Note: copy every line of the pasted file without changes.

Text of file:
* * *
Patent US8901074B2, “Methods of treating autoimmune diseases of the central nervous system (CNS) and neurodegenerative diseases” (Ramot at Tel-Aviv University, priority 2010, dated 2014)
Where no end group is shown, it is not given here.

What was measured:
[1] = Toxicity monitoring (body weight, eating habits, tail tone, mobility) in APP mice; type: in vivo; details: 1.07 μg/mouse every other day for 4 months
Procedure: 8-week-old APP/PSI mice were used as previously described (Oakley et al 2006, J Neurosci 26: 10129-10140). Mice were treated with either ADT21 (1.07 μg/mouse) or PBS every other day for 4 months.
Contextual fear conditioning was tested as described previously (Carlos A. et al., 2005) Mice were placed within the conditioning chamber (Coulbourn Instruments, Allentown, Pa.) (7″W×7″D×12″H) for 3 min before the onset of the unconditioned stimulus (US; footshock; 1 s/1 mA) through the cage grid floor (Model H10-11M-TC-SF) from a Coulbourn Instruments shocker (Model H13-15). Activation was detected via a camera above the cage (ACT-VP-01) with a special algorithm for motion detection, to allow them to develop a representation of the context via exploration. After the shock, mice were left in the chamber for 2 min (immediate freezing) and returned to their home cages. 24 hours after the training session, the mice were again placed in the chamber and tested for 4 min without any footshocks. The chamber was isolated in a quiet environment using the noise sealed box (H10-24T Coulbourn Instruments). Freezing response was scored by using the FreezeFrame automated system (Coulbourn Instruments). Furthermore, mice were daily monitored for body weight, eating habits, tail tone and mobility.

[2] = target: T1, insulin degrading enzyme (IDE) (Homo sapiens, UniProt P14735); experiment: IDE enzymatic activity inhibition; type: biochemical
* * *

Patent US8901074B2, “Methods of treating autoimmune diseases of the central nervous system (CNS) and neurodegenerative diseases” (Ramot at Tel-Aviv University, priority 2010, dated 2014)
Where no end group is shown, it is not given here.

What was measured:
[1] = Toxicity monitoring (body weight, eating habits, tail tone, mobility) in APP mice; type: in vivo; details: 1.07 μg/mouse every other day for 4 months
Procedure: 8-week-old APP/PSI mice were used as previously described (Oakley et al 2006, J Neurosci 26: 10129-10140). Mice were treated with either ADT21 (1.07 μg/mouse) or PBS every other day for 4 months.
Contextual fear conditioning was tested as described previously (Carlos A. et al., 2005) Mice were placed within the conditioning chamber (Coulbourn Instruments, Allentown, Pa.) (7″W×7″D×12″H) for 3 min before the onset of the unconditioned stimulus (US; footshock; 1 s/1 mA) through the cage grid floor (Model H10-11M-TC-SF) from a Coulbourn Instruments shocker (Model H13-15). Activation was detected via a camera above the cage (ACT-VP-01) with a special algorithm for motion detection, to allow them to develop a representation of the context via exploration. After the shock, mice were left in the chamber for 2 min (immediate freezing) and returned to their home cages. 24 hours after the training session, the mice were again placed in the chamber and tested for 4 min without any footshocks. The chamber was isolated in a quiet environment using the noise sealed box (H10-24T Coulbourn Instruments). Freezing response was scored by using the FreezeFrame automated system (Coulbourn Instruments). Furthermore, mice were daily monitored for body weight, eating habits, tail tone and mobility.

[2] = target: T1, insulin degrading enzyme (IDE) (Homo sapiens, UniProt P14735); experiment: IDE enzymatic activity inhibition; type: biochemical